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Thread: How to Deal with Dog Aggressive Dogs - and Their Owners

  1. #11
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    IMO; if we take away the 'play or not' issue; we are still left with a dog off leash in a public place and an owner with questionable/ negligible control.

    I find this unacceptable regardless of breed or even if the dog is friendly or not.

    Quite frankly, I will state my opinion to any owner who approaches me and my dogs with their dog off leash. I also let them know that if my dogs (on leash) injure their off leash dog, I will not be responsible. Any off leash dog who bounds up to and in between a bonded pair like my guys is asking for trouble, hence my dogs are never off leash in public. End of story.

    I have also been known to leash the off leash dog (I keep a supply of cheap leashes for this purpose) and tie it to a tree/ fence so I can leave. On occasions where no owner is to be seen, I might leash the dog and deliver it to the pound.

    I'm not flexible on this issue- and I fail to see why putting a leash on a dog is so hard.

    I also chose to avoid areas I know are prone to uncontrolled dogs and idiot owners

  2. #12
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    Quote Originally Posted by silvershadowwolf24 View Post
    Staffies (at least all the ones I've met) have really looked aggressive when they play. Snarling, hackles raised, biting (mouthing), but they are just playing. The dog you met doesn't really sound aggressive to all to me, more just a pushy young dog.
    I personally don't think that other dog owners should have to be aware or tolerate this.

    I train dogs and I take Obedience classes. I teach people not to allow this. This is why some Breeds have to carry all the Breed baggage. If dogs cannot play nicely, they should not be off leash in an area where they are not known. Its fine if a whole lot of people with dogs who play the same get on and have fun. But some poor unsuspecting owner who does not know this will only expect the worst.
    If I allowed my newfies to play as newfies play, very rough and tumble, with all other dogs. there would be lots of injuries and terrified owners.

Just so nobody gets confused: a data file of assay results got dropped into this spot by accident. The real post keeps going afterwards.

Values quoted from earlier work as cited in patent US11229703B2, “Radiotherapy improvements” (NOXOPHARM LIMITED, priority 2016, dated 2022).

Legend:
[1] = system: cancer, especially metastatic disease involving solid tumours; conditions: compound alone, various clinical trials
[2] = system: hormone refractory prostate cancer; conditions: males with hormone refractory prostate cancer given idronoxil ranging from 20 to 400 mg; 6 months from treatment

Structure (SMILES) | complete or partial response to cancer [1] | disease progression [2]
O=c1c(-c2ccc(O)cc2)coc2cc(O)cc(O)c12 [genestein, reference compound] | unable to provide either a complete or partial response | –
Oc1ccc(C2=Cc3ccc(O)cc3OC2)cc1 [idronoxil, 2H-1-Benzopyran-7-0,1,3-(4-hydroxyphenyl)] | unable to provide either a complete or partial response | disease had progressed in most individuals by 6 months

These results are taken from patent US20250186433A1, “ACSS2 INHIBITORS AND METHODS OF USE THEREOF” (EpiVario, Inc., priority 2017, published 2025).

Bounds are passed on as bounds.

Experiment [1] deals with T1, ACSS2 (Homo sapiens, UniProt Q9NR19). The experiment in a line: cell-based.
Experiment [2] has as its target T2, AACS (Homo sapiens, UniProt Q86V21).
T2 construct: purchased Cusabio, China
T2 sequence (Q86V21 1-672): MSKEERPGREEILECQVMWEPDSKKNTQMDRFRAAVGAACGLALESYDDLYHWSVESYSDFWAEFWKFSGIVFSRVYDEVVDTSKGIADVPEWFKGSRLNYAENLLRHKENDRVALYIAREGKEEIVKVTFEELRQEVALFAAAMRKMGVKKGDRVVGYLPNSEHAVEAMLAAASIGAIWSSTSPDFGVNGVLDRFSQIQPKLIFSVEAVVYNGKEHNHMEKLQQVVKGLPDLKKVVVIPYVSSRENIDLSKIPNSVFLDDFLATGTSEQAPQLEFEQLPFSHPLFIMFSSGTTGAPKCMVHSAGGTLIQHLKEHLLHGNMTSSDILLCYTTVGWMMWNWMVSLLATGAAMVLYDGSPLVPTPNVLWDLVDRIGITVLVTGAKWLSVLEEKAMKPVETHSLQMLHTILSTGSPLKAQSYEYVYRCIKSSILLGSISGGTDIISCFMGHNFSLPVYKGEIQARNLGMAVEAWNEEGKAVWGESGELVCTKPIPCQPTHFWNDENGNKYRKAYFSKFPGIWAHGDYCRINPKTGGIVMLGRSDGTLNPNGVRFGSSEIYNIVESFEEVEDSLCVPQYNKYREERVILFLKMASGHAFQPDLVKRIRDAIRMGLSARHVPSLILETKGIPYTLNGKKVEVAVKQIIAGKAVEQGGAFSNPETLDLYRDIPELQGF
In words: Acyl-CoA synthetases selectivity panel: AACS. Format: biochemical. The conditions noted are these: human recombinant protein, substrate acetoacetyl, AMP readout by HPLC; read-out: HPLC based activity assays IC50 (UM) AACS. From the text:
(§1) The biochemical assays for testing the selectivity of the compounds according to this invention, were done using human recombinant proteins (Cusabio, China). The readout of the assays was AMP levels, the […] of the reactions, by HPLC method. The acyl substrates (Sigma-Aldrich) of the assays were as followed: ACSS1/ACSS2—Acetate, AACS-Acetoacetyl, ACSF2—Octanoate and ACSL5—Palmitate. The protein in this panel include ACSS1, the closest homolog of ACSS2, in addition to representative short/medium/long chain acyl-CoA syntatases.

We as dog owners need to keep our dogs under control or teach them social manners.

    Mind you my dogs (at least one of them) would not tolerate a dog growling at her. Hence she is never off leash in an unknown area. She is my responsibility. But if she is on leash and a dog rushes her, I will have control
    If I had any dogs coming up to my dogs with raised hackles and growling I would leave........And I would expect the owner to leash their dog.
    Last edited by newfsie; 07-21-2011 at 06:57 PM.
    Pets are forever

  3. #13
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    Quote Originally Posted by Bulldog_Lover View Post
    Anyway bit off topic but yes, I have been on the receiving end of owners thinking Ruby was killing their dog and its not nice but i have also been on the recieving end of a dog aggressive dog (With my roomies little dog) Both I pretty much told them to pull their heads in.

    I would think that most of us have been on the receiving end. Nero is still just a big puppy and gets very excited when he sees other dogs. Not all dogs appreciate him jumping up and down in front of them and trying to play, especially smaller dogs are often a bit intimidated. When I notice another dog being uncomfortable I take him on the lead or just walk away if I can. Easy.

    Sometimes it's the owner who is freaking out. He was playing with a little terrier X recently, happily chewing away on his neck. The other dog enjoyed this game thoroughly - but although she didn't say anything I could tell the owner was a bit tense. And fair enough, she didn't know us and why should she believe me - a complete stranger - that my dog is entirely and utterly harmless. All she could see was a jetblack 30+kg dog chewing her baby.